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Sports and politics can influence each other greatly.
When apartheid was the official policy in South Africa, many sports people, particularly in rugby union, adopted the conscientious approach that they should not appear in competitive sports there. Some feel this was an effective contribution to the eventual demolition of the policy of apartheid, others feel that it may have prolonged and reinforced its worst effects.
The 1936 Summer Olympics held in Berlin was an illustration, perhaps best recognised in retrospect, where an ideology was developing which used the event to strengthen its spread through propaganda.
In the history of Ireland, Gaelic sports were connected with cultural nationalism. Until the mid 20th century a person could have been banned from playing Gaelic football, hurling, or other sports administered by the Gaelic Athletic Association (GAA) if she/he played or supported football, or other games seen to be of British origin. Until recently the GAA continued to ban the playing of football and rugby union at Gaelic venues. This ban is still enforced, but was modified to allow football and rugby to be played in Croke Park while Lansdowne Road was redeveloped into Aviva Stadium. Until recently, under Rule 21, the GAA also banned members of the British security forces and members of the RUC from playing Gaelic games, but the advent of the Good Friday Agreement in 1998 led to the eventual removal of the ban.
Nationalism is often evident in the pursuit of sports, or in its reporting: people compete in national teams, or commentators and audiences can adopt a partisan view. On occasion, such tensions can lead to violent confrontation among players or spectators within and beyond the sporting venue, as in the Football War. These trends are seen by many as contrary to the fundamental ethos of sports being carried on for its own sake and for the enjoyment of its participants.
A very famous case when sports and politics colided was the 1972 Olympics in Munich. Masked men entered the hotel of the Israeli olympic team and killed many of their men. This was known as the Munich massacre.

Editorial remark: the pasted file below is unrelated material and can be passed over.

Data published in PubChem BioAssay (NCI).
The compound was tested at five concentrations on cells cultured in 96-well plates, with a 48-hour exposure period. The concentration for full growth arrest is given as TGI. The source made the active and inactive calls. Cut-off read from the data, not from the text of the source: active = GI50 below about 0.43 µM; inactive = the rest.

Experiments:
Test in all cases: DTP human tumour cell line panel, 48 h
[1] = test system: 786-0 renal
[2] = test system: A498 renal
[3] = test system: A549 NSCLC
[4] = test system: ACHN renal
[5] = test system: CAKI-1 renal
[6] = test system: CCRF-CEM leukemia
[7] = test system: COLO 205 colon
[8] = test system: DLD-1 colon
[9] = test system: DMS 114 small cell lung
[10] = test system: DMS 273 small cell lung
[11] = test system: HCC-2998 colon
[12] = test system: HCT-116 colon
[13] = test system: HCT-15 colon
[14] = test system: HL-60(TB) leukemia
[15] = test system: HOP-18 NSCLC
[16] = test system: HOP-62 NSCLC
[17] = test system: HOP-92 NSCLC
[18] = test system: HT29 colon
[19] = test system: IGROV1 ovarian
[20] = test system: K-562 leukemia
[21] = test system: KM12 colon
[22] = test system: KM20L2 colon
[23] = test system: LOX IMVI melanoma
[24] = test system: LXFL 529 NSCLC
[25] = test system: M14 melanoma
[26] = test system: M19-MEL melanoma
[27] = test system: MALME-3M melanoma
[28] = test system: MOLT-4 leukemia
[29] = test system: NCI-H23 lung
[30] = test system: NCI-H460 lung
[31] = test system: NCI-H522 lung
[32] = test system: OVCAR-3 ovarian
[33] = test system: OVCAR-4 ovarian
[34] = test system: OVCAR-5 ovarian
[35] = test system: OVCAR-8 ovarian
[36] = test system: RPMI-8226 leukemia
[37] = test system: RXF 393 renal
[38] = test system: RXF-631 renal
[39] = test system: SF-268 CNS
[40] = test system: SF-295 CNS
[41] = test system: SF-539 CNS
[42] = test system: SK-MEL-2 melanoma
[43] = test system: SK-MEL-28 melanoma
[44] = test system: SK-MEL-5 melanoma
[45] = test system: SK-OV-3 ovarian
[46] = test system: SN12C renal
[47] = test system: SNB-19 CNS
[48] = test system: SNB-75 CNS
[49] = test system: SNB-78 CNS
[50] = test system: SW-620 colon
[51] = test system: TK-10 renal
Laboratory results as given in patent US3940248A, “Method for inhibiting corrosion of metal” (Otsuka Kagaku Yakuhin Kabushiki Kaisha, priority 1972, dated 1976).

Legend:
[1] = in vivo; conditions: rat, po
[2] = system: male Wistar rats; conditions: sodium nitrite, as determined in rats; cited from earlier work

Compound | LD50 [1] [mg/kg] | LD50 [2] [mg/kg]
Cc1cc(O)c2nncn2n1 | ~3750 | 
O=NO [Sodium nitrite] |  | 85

Other articles related to "politics":
... After the Draper incident, Sullivan began to work closely with Theodore Kirkpatrick of the anti-communist Counterattack newsletter ... Sullivan would check with Kirkpatrick if a potential guest had some "explaining to do" about his politics ...
... Guy Laforest - Liberalism (John Locke) scholar and Quebec and Canadian politics specialist Harold Lasswell - Political communications, pioneered early efforts to establish the policy sciences and influential ... Richard Ned Lebow - Noted constructivist, Cold War expert, author of Tragic Vision of Politics ... and Borda Count Theodore Lowi - Major scholar of American politics at Cornell University Ian Lustick - State territoriality ethnic conflict and computer modelling in political science University of Pennsylvania ...
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... Forms of corruption vary, but include bribery, extortion, cronyism, nepotism, patronage, graft, and embezzlement ... While corruption may facilitate criminal enterprise such as drug trafficking, money laundering, and trafficking, it is not restricted to these activities ...
Famous quotes containing the word politics:
“...to many a mothers heart has come the disappointment of a loss of power, a limitation of influence when early manhood takes the boy from the home, or when even before that time, in school, or where he touches the great world and begins to be bewildered with its controversies, trade and economics and politics make their imprint even while his lips are dewy with his mothers kiss.”
—J. Ellen Foster (18401910)
“Politics is war without bloodshed while war is politics with bloodshed.”
—Mao Zedong (18931976)
“I think the Senate ought to realize that I have to have about me those in whom I have confidence; and unless they find a real blemish on a man, I do not think they ought to make partisan politics out of appointments to the Cabinet.”
—Calvin Coolidge (18721933)